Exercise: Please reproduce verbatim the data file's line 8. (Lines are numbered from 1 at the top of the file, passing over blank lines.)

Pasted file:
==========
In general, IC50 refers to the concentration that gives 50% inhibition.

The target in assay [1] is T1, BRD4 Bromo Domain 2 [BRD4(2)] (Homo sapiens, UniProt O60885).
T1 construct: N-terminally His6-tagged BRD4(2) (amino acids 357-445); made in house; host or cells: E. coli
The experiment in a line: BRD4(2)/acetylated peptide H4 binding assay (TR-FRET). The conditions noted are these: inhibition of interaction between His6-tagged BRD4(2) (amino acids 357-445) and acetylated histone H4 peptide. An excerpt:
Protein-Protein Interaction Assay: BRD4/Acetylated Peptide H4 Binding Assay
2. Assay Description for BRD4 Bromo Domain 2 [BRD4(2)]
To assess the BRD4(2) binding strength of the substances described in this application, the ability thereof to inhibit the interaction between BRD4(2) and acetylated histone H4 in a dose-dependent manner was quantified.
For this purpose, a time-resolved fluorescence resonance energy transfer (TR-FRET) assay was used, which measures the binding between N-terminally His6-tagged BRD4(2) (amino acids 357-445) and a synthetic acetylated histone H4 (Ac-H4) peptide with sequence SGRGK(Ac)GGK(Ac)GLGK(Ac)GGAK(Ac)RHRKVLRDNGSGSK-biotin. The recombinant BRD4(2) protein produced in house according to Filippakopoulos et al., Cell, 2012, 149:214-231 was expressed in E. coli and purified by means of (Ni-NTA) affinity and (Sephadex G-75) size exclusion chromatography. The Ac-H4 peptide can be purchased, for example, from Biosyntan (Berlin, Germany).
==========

For this purpose, a time-resolved fluorescence resonance energy transfer (TR-FRET) assay was used, which measures the binding between N-terminally His6-tagged BRD4(2) (amino acids 357-445) and a synthetic acetylated histone H4 (Ac-H4) peptide with sequence SGRGK(Ac)GGK(Ac)GLGK(Ac)GGAK(Ac)RHRKVLRDNGSGSK-biotin. The recombinant BRD4(2) protein produced in house according to Filippakopoulos et al., Cell, 2012, 149:214-231 was expressed in E. coli and purified by means of (Ni-NTA) affinity and (Sephadex G-75) size exclusion chromatography. The Ac-H4 peptide can be purchased, for example, from Biosyntan (Berlin, Germany).